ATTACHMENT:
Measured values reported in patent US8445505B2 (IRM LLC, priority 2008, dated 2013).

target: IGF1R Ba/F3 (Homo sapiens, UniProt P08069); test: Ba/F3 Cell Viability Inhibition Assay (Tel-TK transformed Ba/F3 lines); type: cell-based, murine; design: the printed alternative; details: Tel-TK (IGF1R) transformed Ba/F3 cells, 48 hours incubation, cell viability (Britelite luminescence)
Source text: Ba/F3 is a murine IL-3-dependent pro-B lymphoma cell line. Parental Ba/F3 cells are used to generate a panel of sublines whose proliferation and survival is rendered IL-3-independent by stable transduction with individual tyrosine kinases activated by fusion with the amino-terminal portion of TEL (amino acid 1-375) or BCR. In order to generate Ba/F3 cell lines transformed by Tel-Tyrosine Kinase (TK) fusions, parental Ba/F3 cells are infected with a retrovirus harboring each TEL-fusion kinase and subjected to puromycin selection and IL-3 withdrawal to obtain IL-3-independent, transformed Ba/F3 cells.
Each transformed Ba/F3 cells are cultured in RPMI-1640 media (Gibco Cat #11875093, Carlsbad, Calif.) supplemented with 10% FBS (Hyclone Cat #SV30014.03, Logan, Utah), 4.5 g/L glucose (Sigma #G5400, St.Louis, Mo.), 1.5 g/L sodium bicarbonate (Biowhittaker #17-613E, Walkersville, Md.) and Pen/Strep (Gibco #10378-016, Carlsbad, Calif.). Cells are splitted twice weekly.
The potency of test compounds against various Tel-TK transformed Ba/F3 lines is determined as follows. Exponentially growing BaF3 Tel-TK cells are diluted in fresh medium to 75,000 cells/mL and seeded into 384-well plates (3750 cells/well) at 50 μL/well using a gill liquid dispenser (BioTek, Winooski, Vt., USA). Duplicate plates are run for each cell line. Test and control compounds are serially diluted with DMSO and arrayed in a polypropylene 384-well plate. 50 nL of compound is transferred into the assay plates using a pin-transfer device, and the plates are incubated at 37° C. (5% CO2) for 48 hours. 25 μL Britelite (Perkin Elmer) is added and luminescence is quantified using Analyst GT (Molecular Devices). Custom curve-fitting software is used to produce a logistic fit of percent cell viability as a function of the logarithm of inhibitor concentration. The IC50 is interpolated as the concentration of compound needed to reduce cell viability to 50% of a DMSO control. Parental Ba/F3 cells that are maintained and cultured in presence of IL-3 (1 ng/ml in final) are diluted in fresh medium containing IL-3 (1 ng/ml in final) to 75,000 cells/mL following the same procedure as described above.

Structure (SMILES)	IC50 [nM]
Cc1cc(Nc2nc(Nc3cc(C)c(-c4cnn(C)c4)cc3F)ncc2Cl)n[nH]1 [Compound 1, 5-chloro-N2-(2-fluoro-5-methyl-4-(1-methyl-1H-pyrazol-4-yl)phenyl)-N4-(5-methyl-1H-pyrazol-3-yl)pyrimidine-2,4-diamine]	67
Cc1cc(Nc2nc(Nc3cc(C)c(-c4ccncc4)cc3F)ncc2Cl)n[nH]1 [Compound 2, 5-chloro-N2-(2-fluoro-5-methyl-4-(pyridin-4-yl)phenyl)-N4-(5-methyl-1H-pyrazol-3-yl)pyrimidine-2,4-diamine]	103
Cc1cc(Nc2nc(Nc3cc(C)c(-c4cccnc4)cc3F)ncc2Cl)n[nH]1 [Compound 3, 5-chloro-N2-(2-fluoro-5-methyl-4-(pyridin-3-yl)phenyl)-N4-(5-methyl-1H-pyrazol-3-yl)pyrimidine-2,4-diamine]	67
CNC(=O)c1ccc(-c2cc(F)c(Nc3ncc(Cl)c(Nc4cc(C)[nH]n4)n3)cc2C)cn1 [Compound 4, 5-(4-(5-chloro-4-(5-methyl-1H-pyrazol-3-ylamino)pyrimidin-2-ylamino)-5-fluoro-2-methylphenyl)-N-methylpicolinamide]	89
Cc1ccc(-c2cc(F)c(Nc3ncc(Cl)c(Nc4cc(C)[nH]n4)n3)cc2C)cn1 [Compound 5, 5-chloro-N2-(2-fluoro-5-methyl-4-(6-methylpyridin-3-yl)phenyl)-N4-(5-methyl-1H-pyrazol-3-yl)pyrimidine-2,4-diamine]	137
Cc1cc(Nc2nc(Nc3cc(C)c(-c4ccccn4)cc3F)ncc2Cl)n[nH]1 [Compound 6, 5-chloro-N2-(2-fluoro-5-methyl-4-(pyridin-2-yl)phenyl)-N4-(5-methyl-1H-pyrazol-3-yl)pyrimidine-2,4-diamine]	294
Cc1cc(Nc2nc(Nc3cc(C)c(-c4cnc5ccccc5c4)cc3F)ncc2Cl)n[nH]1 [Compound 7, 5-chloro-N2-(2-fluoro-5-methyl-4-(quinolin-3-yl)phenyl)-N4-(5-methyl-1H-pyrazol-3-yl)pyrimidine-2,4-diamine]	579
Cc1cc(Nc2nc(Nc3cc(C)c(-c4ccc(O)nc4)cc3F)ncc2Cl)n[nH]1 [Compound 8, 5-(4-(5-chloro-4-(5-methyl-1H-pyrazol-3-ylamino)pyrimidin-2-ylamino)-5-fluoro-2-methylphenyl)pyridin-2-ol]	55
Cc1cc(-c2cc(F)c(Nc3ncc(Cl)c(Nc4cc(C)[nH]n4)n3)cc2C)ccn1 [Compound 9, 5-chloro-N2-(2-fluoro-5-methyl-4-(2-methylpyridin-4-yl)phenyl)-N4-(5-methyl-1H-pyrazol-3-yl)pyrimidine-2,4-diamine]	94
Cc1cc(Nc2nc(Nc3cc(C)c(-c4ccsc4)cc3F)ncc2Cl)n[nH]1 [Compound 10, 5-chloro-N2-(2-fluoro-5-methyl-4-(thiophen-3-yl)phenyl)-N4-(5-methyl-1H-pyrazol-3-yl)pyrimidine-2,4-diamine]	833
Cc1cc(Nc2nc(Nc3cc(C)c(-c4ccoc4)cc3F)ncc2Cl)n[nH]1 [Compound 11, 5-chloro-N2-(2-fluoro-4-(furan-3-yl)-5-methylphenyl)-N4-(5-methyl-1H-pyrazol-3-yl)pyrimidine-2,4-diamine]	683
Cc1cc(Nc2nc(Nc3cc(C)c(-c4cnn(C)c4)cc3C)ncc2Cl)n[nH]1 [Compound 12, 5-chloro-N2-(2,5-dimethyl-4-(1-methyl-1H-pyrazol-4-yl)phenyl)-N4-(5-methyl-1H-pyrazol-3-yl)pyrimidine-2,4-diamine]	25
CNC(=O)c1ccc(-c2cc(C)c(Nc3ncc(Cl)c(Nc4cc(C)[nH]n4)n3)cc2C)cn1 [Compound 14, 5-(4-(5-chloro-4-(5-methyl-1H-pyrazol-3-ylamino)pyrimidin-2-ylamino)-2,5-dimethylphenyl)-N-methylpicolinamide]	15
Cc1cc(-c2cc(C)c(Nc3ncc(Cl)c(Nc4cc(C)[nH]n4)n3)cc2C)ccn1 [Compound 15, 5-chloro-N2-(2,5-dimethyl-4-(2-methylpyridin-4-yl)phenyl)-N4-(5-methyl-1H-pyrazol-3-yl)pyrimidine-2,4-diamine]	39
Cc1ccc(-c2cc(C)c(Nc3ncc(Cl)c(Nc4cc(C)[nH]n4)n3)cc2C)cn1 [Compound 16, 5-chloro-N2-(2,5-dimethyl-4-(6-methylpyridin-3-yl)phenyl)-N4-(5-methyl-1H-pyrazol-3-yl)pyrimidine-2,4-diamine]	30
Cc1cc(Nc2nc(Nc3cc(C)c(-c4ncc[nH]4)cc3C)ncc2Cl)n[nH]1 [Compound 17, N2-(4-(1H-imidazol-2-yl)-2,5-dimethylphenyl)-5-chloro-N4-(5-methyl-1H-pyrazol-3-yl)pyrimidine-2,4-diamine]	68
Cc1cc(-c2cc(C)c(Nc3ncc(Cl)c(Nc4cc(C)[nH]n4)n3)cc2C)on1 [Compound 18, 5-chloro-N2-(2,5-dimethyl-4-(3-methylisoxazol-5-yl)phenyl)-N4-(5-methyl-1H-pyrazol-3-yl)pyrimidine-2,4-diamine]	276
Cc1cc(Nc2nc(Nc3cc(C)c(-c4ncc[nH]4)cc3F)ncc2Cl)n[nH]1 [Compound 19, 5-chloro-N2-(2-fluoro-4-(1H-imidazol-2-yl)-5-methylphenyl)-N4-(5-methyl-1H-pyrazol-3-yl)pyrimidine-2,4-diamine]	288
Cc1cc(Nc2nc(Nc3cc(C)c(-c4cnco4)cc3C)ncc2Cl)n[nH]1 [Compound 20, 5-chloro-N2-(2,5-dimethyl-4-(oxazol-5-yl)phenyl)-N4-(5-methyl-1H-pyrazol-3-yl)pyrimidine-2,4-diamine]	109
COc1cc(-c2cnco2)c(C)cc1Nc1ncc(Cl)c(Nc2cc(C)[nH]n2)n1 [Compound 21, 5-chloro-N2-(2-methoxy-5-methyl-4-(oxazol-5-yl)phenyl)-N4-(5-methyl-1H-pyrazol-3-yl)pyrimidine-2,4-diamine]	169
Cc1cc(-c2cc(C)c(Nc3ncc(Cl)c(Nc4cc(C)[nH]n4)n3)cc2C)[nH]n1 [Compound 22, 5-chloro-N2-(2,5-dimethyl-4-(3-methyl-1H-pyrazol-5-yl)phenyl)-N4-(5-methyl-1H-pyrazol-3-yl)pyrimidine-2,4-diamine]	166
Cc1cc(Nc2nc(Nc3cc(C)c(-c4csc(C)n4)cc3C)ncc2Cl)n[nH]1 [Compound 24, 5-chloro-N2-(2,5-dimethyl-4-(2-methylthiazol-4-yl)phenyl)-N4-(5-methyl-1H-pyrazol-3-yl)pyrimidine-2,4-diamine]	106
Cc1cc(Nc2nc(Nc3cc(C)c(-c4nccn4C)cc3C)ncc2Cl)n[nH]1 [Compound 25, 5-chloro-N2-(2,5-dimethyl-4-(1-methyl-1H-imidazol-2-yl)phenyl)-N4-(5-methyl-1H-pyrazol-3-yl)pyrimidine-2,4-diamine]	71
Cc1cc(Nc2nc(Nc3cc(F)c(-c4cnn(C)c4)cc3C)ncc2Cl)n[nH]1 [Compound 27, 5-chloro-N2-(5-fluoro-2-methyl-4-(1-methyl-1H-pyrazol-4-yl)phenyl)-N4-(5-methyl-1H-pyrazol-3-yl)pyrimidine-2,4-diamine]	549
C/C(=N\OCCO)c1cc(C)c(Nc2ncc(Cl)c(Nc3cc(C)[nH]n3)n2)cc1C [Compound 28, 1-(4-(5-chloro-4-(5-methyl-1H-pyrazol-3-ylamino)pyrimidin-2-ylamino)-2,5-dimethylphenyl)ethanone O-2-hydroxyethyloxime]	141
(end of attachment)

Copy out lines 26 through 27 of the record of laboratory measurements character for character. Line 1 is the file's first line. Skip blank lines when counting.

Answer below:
COc1cc(-c2cnco2)c(C)cc1Nc1ncc(Cl)c(Nc2cc(C)[nH]n2)n1 [Compound 21, 5-chloro-N2-(2-methoxy-5-methyl-4-(oxazol-5-yl)phenyl)-N4-(5-methyl-1H-pyrazol-3-yl)pyrimidine-2,4-diamine]	169
Cc1cc(-c2cc(C)c(Nc3ncc(Cl)c(Nc4cc(C)[nH]n4)n3)cc2C)[nH]n1 [Compound 22, 5-chloro-N2-(2,5-dimethyl-4-(3-methyl-1H-pyrazol-5-yl)phenyl)-N4-(5-methyl-1H-pyrazol-3-yl)pyrimidine-2,4-diamine]	166